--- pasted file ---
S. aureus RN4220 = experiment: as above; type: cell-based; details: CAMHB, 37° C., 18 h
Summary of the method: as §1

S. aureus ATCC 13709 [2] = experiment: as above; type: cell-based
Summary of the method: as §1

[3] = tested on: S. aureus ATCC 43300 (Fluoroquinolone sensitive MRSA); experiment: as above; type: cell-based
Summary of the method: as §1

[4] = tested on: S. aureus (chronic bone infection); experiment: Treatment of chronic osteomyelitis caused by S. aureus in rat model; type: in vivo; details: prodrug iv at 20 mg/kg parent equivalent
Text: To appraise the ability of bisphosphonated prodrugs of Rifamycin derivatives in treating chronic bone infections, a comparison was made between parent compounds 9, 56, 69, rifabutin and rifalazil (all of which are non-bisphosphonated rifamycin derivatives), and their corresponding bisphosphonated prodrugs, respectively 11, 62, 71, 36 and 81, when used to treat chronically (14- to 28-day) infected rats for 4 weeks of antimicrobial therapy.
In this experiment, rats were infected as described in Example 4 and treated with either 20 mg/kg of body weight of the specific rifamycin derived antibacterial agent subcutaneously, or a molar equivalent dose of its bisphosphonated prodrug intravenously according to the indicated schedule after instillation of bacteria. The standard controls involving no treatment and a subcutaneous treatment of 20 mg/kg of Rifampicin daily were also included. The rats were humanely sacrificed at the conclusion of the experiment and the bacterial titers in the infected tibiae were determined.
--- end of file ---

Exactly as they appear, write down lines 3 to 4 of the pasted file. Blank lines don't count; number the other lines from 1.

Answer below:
S. aureus ATCC 13709 [2] = experiment: as above; type: cell-based
Summary of the method: as §1